Potential measured by pH meter is a sum of all potentials present in the system. Putting aside junction potentials that can be present in the experimental setup, we are left with three sources of electromotive force. First builds up on the glass electrode, thanks to different activities of the H+ ions on both sides of the glass. Second source is the glass electrode silver wire covered with AgCl and immersed in the solution of chlorides, and third is the reference electrode - silver chloride or calomel, depending on the application.
Thus the real potential measured is sum of three potentials:
where (see Nernst equation section)
which finally leads us to the (almost - read on) final equation describing measured potential:
Where E0'' contains all constants mentioned above and in the Nernst equation section. As you see after taking (almost - read on) all factors into account we can expect perfect linear dependence between measured potential and pH.
One may ask at this point, why do we complicate things adding two additional sources of potential (EAg/AgCl and Eref), instead of measuring just the potential of glass electrode which behaves as the concentration cell? The answer is simple - there is no easy and practical way of measuring the glass electrode potential. We may think of two added reference cells just as of reliable contacts, interfacing metal wires and solution. While they add their own potentials shifting glass electrode potential readouts, it doesn't matter. First of all, we never need absolute values of glass electrode potential, as only difference being proportional to the difference in pH of both sides of the glass counts. Second, even if we will be able to measure absolute potential it will not help us much, as it depends on many additional things - like internal tensions in the glass, or the smoothness of the glass surface. As we already have to compensate for these impredictable factors, additional, constant shift in voltage doesn't change our situation.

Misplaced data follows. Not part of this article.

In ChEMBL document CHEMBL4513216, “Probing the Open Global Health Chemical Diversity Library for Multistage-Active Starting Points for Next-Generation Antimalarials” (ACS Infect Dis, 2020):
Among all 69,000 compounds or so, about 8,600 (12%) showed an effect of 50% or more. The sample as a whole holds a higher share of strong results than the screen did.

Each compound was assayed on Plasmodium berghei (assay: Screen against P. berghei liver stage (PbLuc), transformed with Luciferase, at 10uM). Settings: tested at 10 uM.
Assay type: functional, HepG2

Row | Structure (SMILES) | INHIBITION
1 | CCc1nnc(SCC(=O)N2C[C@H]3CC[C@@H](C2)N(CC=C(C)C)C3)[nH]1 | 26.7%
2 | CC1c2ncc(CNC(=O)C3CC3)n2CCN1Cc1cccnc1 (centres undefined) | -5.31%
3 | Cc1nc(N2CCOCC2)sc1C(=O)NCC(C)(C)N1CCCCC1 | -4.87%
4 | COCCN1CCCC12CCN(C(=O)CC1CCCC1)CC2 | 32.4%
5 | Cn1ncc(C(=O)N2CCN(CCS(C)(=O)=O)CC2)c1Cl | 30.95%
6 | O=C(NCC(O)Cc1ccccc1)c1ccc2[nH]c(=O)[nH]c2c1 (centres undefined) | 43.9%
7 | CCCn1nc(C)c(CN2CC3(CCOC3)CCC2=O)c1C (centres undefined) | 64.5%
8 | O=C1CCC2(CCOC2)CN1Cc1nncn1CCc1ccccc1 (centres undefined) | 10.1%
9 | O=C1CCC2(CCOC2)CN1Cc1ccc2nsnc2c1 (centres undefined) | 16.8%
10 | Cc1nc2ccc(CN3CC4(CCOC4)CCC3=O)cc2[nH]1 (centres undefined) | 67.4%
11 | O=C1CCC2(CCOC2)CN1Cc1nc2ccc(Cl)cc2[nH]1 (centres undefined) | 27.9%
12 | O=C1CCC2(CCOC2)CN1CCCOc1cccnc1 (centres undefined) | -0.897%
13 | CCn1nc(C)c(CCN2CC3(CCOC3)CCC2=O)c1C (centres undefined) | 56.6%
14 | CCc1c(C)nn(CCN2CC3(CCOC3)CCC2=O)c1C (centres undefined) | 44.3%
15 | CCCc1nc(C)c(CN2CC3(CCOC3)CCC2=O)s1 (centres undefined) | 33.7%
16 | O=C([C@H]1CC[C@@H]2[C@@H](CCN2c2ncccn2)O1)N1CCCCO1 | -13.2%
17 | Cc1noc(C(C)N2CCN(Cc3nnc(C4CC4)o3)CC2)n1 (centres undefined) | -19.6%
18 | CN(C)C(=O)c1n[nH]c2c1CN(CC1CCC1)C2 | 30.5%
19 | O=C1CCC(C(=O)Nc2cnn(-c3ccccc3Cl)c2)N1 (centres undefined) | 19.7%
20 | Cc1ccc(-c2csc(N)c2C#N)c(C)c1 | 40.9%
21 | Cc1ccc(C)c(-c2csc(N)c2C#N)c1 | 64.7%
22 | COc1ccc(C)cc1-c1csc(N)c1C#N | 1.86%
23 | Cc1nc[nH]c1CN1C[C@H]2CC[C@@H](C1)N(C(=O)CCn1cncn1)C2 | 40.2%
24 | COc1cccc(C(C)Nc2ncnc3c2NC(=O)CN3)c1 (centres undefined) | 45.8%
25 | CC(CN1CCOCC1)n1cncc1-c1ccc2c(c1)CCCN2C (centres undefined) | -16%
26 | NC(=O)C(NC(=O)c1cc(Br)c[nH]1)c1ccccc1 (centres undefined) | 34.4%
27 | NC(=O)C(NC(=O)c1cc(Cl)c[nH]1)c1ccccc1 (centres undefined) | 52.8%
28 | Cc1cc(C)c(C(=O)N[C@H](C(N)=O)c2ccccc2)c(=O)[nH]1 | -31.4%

Junction potential, that we have ignored in the above equation, in practice can be an important source of error. It was an important issue back in the early eighties of the 20th century. Most modern electrodes are less prone to this effect.
Every electrode has a characteristic pH where its potential is 0 (so called isopotential point). Carefully choosing potentials of both reference electrodes (which can be done with selection of chlorides concentration) it is possible to compensate for all other sources of potential in the electrode so that isopotential point is at pH=7.0. Most modern pH electrodes are made this way.
As it was mentioned above so far we have looked at almost all factors, but some are still left uncommented. Glass electrode potential depends on the presence of other then H+ ions in the solution. While carefull selection of the glass used makes this difference small, it can't be neglected. More on that in electrode selectivity section.